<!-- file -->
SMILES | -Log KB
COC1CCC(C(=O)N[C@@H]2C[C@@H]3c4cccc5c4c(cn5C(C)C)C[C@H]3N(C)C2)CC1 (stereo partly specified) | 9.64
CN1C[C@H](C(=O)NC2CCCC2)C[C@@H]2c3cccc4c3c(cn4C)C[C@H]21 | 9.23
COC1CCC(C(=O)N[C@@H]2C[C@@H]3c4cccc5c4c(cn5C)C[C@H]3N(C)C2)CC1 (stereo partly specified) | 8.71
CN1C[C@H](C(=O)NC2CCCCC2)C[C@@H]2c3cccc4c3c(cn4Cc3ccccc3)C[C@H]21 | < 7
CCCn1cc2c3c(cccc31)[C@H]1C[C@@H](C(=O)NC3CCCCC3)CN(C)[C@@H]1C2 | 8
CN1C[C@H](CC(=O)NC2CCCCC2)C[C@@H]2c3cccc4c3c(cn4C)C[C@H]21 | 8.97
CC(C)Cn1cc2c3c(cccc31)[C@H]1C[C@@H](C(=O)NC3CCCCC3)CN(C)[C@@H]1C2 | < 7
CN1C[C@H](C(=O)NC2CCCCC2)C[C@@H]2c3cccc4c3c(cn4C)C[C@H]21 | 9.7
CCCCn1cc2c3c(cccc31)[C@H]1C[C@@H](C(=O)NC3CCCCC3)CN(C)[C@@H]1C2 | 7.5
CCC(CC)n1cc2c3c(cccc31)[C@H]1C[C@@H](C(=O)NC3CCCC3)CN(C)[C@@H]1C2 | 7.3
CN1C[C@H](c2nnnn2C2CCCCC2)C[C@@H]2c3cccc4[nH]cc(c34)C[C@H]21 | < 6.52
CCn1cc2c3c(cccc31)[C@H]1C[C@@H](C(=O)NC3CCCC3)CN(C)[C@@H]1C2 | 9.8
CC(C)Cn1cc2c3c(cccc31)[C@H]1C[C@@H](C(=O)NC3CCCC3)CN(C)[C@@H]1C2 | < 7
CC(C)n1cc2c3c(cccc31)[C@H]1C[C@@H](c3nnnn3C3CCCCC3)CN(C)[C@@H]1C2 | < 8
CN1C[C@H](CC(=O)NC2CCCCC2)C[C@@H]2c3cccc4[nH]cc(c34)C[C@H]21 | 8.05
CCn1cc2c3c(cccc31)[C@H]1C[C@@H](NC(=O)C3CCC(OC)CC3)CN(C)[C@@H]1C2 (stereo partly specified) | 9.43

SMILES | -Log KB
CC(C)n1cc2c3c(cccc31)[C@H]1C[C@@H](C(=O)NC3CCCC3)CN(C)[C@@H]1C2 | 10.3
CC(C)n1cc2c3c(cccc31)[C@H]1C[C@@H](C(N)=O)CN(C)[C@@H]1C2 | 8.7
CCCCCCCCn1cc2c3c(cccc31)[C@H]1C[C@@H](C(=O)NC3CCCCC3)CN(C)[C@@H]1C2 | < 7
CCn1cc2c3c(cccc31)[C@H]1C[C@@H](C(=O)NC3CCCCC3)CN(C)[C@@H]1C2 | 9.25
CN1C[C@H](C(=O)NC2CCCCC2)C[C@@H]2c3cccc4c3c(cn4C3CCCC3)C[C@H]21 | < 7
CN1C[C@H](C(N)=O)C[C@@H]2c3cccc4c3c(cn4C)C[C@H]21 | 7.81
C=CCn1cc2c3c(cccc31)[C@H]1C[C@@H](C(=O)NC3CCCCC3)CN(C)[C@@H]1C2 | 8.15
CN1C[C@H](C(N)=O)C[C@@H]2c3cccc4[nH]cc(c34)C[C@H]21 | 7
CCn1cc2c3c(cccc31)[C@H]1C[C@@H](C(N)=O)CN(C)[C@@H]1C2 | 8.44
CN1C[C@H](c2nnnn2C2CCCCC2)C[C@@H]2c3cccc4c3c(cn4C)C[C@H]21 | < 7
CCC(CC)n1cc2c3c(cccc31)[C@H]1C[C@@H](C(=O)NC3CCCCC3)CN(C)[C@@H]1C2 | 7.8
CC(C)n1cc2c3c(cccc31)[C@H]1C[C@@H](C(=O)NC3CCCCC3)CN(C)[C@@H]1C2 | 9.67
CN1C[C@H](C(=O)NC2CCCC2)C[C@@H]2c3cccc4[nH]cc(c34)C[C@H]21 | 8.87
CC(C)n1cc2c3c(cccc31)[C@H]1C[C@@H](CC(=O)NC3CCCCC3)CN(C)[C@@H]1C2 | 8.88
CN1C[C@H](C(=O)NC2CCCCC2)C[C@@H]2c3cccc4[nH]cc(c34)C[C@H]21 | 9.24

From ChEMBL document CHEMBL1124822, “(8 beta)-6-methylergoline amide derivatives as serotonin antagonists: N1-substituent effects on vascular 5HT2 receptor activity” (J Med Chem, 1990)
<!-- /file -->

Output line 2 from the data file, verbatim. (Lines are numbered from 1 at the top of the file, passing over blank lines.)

COC1CCC(C(=O)N[C@@H]2C[C@@H]3c4cccc5c4c(cn5C(C)C)C[C@H]3N(C)C2)CC1 (stereo partly specified) | 9.64